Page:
Wed, 07/05/2017 - 4:44am

By pretending to be impervious, you became so.

-Chad Harbach, The Art of Fielding (2011)

Categories: Citizens


Tue, 07/04/2017 - 10:22pm

Happiness is a perfume you cannot pour on others without getting some on yourself.


Categories: Citizens


Tue, 07/04/2017 - 2:44pm

Man On Stoop: “I’m sayin’, every Friday night in an alley behind the Cut Rate, we rollin’ bones, you know? I mean all them boys, we roll til late.

McNulty: “Alley crap game, right?”

Man On Stoop: “Like every time, Snot, he’d fade a few shooters, play it out til the pot’s deep. Snatch and run.”

McNulty: “What, every time?”

Man On Stoop: “Couldn’t help hisself.”

McNulty: “Let me understand. Every Friday night, you and your boys are shooting craps, right? And every Friday night, your pal Snot Boogie … he’d wait til there’s cash on the ground and he’d grab it and run away? You let him do that?”

Man On Stoop: “We’d catch him and beat his ass but ain’t nobody ever go past that.”

McNulty: “I gotta ask ya: If every time Snotboogie would grab the money and run away, why’d you even let him in the game?”

Man On Stoop: “What?”

McNulty: “If Snotboogie always stole the money, why’d you let him play?”

Man On Stoop: “Got to. This America, man.”

The Wire (Season 1, 2002)

Categories: Citizens


Tue, 07/04/2017 - 1:44am

He already knew he could coach. All you had to do was look at each of your players and ask yourself: what story does this guy wish someone would tell him about himself? And then you told the guy that story. You told it with a hint of doom. You included his flaws. You emphasized the obstacles that could prevent him from succeeding. That was what made the story epic: the player, the hero, had to suffer mightily en route to his final triumph. Schwartz knew that people loved to suffer, as long as the suffering made sense. Everybody suffered. The key was to choose the form of your suffering. Most people couldn’t do this alone; they needed a coach. A good coach made you suffer in a way that suited you.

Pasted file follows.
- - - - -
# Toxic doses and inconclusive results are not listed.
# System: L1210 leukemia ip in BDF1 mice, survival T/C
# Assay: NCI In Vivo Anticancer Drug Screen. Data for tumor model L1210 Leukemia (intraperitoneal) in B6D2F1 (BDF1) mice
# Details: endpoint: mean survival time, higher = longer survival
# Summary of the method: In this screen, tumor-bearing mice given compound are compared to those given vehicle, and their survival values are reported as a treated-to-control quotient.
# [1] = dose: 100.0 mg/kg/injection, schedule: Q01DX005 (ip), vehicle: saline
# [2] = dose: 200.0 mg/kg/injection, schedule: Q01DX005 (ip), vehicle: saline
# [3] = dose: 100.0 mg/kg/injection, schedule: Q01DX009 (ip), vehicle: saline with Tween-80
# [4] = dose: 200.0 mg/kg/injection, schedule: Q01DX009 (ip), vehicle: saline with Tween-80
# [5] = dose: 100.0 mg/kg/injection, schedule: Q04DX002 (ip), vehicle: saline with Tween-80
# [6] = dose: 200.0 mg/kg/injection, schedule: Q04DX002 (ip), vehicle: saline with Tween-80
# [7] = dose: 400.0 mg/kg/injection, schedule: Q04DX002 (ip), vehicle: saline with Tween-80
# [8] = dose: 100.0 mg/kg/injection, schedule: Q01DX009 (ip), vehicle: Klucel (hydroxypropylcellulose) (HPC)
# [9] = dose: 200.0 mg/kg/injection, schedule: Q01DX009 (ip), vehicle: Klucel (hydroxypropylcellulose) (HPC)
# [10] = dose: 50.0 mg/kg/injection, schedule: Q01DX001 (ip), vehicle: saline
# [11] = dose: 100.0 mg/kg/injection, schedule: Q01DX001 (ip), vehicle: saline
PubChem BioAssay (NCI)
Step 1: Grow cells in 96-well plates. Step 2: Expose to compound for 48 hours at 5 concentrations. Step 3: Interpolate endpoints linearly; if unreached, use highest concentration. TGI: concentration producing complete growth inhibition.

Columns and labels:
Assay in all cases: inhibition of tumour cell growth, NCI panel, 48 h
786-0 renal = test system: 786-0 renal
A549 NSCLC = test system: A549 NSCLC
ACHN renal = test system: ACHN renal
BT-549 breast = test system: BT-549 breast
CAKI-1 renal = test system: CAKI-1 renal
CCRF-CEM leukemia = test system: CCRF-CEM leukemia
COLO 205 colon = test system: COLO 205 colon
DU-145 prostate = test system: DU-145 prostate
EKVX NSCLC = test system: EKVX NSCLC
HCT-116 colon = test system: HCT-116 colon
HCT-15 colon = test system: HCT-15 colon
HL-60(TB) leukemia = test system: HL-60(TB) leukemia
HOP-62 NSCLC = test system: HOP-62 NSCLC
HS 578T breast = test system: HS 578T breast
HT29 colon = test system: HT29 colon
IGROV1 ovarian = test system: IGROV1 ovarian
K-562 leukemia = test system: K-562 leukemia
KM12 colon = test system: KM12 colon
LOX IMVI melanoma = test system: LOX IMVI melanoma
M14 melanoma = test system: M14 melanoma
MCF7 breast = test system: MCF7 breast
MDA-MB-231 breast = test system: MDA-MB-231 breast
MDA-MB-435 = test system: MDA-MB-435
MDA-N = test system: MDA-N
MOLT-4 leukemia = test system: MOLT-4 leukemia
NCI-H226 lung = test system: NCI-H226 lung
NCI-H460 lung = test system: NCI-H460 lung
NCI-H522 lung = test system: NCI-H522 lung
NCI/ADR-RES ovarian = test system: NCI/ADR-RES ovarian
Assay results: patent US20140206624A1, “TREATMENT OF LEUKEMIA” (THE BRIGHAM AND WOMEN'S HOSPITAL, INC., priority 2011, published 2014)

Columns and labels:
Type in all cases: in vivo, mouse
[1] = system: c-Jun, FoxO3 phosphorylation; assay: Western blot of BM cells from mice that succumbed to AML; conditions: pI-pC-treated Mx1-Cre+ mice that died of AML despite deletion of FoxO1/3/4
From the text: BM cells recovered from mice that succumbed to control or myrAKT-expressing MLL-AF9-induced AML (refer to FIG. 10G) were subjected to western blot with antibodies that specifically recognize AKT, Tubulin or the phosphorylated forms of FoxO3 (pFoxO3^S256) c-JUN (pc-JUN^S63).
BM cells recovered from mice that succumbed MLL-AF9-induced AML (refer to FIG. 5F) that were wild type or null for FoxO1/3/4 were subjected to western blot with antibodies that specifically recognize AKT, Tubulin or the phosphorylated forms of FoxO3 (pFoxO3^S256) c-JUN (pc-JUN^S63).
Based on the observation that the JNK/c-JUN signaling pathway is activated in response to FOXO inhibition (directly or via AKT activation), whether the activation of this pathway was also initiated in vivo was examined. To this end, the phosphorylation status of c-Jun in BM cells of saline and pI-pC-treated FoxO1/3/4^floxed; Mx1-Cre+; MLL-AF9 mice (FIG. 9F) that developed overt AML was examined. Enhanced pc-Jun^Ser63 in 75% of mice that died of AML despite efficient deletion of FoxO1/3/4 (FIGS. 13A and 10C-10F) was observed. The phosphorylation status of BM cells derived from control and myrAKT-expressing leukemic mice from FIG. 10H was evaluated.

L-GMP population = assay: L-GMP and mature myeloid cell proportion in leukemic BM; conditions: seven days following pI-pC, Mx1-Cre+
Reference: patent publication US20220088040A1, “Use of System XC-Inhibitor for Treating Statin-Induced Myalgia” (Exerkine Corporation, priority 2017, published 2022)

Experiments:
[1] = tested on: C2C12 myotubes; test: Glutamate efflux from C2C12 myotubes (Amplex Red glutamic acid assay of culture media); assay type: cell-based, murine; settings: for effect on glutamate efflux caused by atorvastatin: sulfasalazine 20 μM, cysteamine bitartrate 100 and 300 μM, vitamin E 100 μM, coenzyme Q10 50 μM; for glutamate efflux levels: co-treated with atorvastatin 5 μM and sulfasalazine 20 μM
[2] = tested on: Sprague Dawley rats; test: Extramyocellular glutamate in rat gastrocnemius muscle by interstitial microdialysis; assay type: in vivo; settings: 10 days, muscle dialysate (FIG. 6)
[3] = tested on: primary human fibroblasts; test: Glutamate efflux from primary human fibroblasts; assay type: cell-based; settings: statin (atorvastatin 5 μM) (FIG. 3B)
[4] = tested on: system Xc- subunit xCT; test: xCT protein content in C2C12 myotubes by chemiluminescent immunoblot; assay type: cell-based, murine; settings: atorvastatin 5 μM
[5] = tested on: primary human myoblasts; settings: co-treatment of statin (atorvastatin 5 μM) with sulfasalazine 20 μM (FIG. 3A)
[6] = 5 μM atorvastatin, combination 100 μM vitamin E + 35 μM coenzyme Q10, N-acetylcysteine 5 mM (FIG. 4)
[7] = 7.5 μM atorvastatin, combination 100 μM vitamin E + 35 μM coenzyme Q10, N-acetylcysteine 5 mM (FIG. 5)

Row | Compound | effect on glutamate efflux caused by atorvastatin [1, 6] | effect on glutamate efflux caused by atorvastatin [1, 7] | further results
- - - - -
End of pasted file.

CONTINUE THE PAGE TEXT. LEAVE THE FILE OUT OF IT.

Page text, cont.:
-Chad Harbach, The Art of Fielding (2011)

Categories: Citizens


Mon, 07/03/2017 - 6:14pm

No I’m no angel,
No I’m no stranger to the street
I’ve got my label,
So I won’t crumble at your feet
And I know baby,
So I’ve got scars upon my cheek
And I’m half crazy,
Come on and love me baby

So you find me hard to handle,
well I’m easier to hold
So you like my spurs that jingle
and I never leave you cold

-Gregg Allman, “I’m No Angel,” I’m No Angel (1987)

Categories: Citizens


Mon, 07/03/2017 - 8:44am

To fill the hour — that is happiness.




Categories: Citizens


Mon, 07/03/2017 - 4:14am

-To the Best of Our Knowledge, “Our Mysterious Universe: Is Quantum Entanglement for Real?,” NPR, 10-2-2016

Categories: Citizens


Sun, 07/02/2017 - 10:44pm

If one of his teammates was dogging it, he busted that teammate’s balls, and if one of his classmates or professors made a comment that seemed specious or incomplete, he said so. Not because he knew more than they did but because the clash of of imperfect ideas was the only way for anyone, including himself, to learn and improve.

-Chad Harbach, The Art of Fielding (2011)

Categories: Citizens


Sun, 07/02/2017 - 2:14pm